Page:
To renew their visas for another year, recipients must work on a farm for at least 88 days. To some travelers, this seems like a kind of forced labor. But many who experience farm employment find it a unique life experience providing an opportunity to learn work ethic and meet people from every corner of the world.
The laborers live in a shared house, many of which are overcrowded with more than 20 inhabitants and little privacy. This can be stressful but lead to great friendships. After several months together, the backpackers have shared the same suffering during the working day, the same frustration from an overcrowded house. But they have also shared wonderful moments at the beach, nature experiences and wild party nights.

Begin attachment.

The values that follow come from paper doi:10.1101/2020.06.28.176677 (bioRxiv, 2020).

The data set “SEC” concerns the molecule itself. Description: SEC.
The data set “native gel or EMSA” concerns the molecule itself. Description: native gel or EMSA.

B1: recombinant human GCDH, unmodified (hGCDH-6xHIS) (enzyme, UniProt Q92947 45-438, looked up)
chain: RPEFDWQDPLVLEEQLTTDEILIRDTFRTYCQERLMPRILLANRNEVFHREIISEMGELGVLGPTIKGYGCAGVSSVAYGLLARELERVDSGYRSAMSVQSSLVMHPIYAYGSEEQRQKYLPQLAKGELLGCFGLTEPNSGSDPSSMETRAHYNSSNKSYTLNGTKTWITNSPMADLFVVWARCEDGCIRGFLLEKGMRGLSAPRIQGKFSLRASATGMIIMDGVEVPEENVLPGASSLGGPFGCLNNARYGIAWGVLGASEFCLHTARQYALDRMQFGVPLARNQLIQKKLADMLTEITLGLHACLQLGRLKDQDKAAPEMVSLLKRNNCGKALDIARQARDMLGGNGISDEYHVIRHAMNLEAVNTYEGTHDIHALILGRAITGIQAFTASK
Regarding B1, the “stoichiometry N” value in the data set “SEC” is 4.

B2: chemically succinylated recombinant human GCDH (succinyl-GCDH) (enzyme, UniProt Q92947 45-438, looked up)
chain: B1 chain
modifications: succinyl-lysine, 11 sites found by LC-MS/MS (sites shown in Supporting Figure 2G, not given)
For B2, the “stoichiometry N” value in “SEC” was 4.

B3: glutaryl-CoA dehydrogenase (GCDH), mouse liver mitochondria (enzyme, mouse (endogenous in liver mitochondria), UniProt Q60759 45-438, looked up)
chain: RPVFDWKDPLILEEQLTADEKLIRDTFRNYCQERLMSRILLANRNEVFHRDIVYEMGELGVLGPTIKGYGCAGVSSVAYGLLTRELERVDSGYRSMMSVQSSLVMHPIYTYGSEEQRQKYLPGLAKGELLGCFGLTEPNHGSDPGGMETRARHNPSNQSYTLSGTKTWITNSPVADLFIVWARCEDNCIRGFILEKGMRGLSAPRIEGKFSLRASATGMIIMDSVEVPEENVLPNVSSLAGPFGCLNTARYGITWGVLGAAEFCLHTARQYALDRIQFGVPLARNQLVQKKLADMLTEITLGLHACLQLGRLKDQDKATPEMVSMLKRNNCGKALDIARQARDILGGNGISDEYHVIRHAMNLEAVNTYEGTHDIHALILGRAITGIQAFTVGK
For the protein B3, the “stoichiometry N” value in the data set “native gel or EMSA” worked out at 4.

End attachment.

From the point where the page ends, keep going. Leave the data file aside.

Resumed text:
Barriers erected by cultural difference are demolished by the sense of togetherness. The sufferings and exertion of the hard work gets wiped out by solidarity. Moments of loneliness and sadness because of the distance from loved ones are supplanted by the smiles of the people that are near you every day.
These people who only a few months ago were unknown to one another become a full-fledged multicultural family.
The beginning of this experience can feel like a nightmare. Surprisingly, when the end comes, a part of you never wants to leave. Unconsciously you know that you are leaving behind a second family that will be impossible to re-create but that will stay forever in your heart.
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